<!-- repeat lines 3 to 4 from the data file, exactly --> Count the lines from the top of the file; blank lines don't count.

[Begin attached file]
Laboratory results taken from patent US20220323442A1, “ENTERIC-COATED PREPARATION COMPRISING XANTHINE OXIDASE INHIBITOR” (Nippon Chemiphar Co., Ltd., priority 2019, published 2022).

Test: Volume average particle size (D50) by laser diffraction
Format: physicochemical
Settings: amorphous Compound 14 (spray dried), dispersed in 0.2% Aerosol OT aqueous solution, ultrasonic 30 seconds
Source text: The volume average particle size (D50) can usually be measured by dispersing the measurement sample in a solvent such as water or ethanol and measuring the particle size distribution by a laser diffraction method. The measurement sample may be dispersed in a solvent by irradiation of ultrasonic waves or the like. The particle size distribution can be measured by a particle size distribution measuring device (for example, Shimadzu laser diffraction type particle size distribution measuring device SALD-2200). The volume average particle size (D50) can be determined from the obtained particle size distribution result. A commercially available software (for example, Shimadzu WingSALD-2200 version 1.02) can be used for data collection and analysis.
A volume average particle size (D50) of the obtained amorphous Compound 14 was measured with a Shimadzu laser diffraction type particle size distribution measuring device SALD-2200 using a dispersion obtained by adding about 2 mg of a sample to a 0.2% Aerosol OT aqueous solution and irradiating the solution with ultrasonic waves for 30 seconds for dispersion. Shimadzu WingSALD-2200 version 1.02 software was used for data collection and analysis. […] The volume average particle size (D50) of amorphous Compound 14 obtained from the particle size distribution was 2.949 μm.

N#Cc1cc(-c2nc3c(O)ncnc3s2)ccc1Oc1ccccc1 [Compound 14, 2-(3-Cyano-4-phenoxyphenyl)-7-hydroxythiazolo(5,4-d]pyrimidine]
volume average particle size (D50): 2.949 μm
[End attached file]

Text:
Format: physicochemical
Settings: amorphous Compound 14 (spray dried), dispersed in 0.2% Aerosol OT aqueous solution, ultrasonic 30 seconds